There were a bunch of polls lately dealing with health care reform. And the public is staggeringly in favor of it, even with caveats. 75% of people favor universal coverage, although that's slightly down from the peak in 1993, the last time health care reform failed. More interestingly 76% of people are in favor of a public option, even though 46% of people are concerned their employer might drop coverage if one existed, and 42% of people think it would limit access to doctors.
That said there's almost no chance it will happen, since it's far more important that reform be 'bipartisan' than effective. But why, considering Democrats control both houses of Congress by wide margins, and the presidency? The answer, for once, is not just because Harry Reid is a giant vagina in a suit. Although that is undoubtedly part of it.
The day Democrats took control of the Senate, everyone decided to pretend that filibustering every single measure was not just unobjectionable, but not even worthy of comment. So now you need 60 votes in the Senate. But that shouldn't be a problem since Democrats have 59, soon to be 60. You'd normally expect the more conservative Senators to vote against the measure, but vote for cloture (to break the filibuster). But recently the "moderates" have decided that voting no on cloture, in essence joining the Republicans to filibuster, isn't a problem. And neither Barack Obama nor the Senate leadership seem to think so either.
Worse, the HELP committee in the Senate submitted an incomplete proposal to the Congressional Budget Office, which is where bureaucrats carefully weigh bills and then pull a price tag out of their ass. This proposal, which in itself was a compromise between the current system and the more liberal single payer system, was expected to have a jawdroppingly high price tag of $1 trillion over 10 years. But instead it was scored at $1.6 trillion.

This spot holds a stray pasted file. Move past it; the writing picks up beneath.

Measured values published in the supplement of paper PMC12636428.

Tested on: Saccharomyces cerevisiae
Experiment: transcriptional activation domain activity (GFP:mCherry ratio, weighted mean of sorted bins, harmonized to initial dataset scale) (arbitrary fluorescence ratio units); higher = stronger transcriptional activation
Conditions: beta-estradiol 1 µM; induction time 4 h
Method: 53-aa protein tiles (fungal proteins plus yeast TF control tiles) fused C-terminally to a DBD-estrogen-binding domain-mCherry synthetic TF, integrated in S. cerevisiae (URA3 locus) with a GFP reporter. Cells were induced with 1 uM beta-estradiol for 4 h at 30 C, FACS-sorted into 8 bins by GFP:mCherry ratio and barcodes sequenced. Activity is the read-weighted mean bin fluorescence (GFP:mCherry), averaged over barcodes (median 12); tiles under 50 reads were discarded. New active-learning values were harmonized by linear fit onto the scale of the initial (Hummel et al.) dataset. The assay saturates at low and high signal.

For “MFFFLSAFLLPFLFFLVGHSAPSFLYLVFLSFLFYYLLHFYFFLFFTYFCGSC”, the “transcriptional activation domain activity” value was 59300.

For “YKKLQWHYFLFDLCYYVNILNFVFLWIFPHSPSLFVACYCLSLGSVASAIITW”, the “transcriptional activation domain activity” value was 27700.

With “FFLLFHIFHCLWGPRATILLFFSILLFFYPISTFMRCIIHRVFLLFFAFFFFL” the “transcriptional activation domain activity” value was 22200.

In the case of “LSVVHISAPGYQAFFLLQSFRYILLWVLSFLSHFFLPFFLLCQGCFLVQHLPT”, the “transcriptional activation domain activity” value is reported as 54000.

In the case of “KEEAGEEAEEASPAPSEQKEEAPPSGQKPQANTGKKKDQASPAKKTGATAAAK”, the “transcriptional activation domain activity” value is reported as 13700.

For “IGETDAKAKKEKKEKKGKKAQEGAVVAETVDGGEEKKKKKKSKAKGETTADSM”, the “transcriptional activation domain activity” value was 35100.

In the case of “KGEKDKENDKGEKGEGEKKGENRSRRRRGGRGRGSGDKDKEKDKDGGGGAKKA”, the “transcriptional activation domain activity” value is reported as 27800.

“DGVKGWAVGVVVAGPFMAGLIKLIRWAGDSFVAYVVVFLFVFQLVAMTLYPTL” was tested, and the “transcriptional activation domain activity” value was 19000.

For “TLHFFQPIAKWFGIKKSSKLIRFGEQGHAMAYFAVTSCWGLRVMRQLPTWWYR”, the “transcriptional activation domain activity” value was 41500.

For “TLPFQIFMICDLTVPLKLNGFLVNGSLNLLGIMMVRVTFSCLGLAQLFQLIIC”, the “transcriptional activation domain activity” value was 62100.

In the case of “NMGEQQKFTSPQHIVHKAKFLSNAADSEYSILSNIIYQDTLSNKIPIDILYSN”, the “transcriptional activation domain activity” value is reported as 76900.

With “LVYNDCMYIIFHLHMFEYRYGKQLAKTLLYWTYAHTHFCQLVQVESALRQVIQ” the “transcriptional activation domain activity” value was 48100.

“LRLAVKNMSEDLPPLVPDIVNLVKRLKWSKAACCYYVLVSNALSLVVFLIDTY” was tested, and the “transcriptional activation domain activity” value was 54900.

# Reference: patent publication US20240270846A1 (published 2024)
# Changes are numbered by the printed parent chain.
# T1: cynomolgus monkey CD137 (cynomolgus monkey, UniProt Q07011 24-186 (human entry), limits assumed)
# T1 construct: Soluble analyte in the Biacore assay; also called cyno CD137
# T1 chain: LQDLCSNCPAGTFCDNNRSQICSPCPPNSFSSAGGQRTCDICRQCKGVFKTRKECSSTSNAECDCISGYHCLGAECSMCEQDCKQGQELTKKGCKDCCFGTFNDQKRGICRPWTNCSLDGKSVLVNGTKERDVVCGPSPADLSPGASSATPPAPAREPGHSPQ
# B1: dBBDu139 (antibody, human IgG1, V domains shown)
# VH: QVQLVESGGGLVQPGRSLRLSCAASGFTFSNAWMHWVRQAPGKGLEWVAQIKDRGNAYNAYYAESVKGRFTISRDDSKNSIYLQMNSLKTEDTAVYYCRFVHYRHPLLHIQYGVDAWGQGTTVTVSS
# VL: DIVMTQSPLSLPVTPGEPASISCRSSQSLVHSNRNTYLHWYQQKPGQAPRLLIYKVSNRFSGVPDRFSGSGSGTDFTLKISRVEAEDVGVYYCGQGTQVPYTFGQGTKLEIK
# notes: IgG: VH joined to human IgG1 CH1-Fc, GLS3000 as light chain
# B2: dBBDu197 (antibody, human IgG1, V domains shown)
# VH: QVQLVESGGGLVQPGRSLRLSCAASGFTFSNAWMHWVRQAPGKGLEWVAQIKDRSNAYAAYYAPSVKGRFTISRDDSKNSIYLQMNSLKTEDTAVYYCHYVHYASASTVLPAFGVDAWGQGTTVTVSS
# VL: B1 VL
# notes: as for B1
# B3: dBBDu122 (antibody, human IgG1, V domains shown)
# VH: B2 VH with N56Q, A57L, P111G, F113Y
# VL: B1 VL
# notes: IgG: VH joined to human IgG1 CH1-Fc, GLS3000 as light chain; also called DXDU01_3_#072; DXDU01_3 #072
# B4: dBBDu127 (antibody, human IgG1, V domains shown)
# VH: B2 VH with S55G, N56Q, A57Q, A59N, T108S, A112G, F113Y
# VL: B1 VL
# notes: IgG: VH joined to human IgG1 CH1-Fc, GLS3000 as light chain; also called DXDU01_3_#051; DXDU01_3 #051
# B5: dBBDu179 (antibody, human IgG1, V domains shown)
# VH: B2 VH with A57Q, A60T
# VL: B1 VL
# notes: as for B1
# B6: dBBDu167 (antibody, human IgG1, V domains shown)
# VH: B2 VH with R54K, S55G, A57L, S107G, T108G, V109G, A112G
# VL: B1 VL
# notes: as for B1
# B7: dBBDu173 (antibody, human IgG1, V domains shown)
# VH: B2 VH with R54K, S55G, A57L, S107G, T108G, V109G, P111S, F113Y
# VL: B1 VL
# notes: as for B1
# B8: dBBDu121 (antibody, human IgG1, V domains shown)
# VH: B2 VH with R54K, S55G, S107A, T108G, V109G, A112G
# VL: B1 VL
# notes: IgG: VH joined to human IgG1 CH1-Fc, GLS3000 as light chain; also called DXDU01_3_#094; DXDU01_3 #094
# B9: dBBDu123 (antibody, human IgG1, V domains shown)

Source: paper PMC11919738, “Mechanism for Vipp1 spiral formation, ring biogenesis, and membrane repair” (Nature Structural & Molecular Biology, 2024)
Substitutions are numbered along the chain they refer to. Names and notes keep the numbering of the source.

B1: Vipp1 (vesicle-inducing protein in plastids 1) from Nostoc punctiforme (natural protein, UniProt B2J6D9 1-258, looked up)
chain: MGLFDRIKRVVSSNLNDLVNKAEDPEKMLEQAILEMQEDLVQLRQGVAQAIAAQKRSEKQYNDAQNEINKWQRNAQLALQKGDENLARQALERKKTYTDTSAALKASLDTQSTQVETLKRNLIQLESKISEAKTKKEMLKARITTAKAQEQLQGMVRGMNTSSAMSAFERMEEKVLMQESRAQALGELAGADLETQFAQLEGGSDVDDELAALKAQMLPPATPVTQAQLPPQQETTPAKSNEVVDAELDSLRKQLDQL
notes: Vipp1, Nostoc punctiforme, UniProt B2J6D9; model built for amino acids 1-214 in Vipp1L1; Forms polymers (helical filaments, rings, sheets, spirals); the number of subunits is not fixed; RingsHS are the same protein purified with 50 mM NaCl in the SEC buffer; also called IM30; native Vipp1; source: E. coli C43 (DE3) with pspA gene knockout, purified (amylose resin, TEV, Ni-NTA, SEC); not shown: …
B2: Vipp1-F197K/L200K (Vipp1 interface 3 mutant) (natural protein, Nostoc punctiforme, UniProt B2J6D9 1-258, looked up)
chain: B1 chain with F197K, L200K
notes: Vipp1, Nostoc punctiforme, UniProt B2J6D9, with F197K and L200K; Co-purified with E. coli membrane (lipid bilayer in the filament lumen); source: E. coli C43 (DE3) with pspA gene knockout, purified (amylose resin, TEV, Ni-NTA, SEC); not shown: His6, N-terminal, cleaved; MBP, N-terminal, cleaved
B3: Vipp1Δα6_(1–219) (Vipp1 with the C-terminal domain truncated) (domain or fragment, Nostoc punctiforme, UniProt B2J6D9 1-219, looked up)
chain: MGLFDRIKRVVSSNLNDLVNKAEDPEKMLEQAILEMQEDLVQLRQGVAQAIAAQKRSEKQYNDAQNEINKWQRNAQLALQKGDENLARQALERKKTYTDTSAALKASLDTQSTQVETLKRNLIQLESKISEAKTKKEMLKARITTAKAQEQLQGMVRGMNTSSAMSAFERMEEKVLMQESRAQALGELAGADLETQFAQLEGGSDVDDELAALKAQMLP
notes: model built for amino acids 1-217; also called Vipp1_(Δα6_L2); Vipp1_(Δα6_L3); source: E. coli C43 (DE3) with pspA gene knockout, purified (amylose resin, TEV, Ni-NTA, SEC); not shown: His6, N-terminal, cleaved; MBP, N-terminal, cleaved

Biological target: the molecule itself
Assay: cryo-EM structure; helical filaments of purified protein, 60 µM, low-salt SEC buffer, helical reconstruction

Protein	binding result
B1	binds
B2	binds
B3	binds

Now there's two ways to go here to get the price down. You can reform less, basically cover fewer currently uninsured people, or you can reform more, with a huge array of options Ezra Klein discusses here. Ron Wyden, for instance, has a universal coverage plan that actually lowers the deficit in four years according the the same CBO. But obviously, all the deficit hawks are incredibly opposed to it. So it looks like instead the Democrats will 'compromise' further, resulting in 'health care reform' that's both ridiculously expensive and covers fewer people. And despite all the compromises away from the left, no Republicans will vote for it.
Update: as I write this, apparently another version has been submitted, and as predicted this one covers far fewer people, and still costs a trillion dollars. It also has no public option, thus: "health care reform" to the Senate means "give a trillion dollars to insurance companies in exchange for covering a few currently uninsured people". Excuse me while I get my 'Mission Accomplished' banner out of the closet.